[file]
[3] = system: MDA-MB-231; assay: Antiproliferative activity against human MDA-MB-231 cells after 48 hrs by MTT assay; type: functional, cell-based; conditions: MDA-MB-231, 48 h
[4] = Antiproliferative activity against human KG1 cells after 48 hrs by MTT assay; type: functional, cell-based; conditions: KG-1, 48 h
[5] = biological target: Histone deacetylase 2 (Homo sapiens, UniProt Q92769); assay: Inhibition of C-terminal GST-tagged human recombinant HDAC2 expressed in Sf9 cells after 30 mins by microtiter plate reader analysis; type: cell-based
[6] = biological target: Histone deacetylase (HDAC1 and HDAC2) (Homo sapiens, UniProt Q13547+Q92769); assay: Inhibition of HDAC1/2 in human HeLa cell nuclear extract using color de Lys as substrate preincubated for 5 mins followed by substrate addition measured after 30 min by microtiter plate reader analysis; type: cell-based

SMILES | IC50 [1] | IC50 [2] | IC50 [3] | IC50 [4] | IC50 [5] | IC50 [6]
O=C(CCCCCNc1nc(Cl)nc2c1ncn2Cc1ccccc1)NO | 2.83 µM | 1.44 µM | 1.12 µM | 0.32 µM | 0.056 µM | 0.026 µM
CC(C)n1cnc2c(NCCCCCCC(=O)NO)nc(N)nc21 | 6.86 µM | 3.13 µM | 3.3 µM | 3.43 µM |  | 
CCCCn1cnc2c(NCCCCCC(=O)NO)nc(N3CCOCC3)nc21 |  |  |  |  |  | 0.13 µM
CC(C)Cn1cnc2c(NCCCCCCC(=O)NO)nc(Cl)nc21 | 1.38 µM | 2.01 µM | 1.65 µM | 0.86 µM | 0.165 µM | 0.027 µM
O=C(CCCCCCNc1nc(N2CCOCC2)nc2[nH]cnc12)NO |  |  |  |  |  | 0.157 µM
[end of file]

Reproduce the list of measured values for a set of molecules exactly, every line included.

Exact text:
[3] = system: MDA-MB-231; assay: Antiproliferative activity against human MDA-MB-231 cells after 48 hrs by MTT assay; type: functional, cell-based; conditions: MDA-MB-231, 48 h
[4] = Antiproliferative activity against human KG1 cells after 48 hrs by MTT assay; type: functional, cell-based; conditions: KG-1, 48 h
[5] = biological target: Histone deacetylase 2 (Homo sapiens, UniProt Q92769); assay: Inhibition of C-terminal GST-tagged human recombinant HDAC2 expressed in Sf9 cells after 30 mins by microtiter plate reader analysis; type: cell-based
[6] = biological target: Histone deacetylase (HDAC1 and HDAC2) (Homo sapiens, UniProt Q13547+Q92769); assay: Inhibition of HDAC1/2 in human HeLa cell nuclear extract using color de Lys as substrate preincubated for 5 mins followed by substrate addition measured after 30 min by microtiter plate reader analysis; type: cell-based

SMILES | IC50 [1] | IC50 [2] | IC50 [3] | IC50 [4] | IC50 [5] | IC50 [6]
O=C(CCCCCNc1nc(Cl)nc2c1ncn2Cc1ccccc1)NO | 2.83 µM | 1.44 µM | 1.12 µM | 0.32 µM | 0.056 µM | 0.026 µM
CC(C)n1cnc2c(NCCCCCCC(=O)NO)nc(N)nc21 | 6.86 µM | 3.13 µM | 3.3 µM | 3.43 µM |  | 
CCCCn1cnc2c(NCCCCCC(=O)NO)nc(N3CCOCC3)nc21 |  |  |  |  |  | 0.13 µM
CC(C)Cn1cnc2c(NCCCCCCC(=O)NO)nc(Cl)nc21 | 1.38 µM | 2.01 µM | 1.65 µM | 0.86 µM | 0.165 µM | 0.027 µM
O=C(CCCCCCNc1nc(N2CCOCC2)nc2[nH]cnc12)NO |  |  |  |  |  | 0.157 µM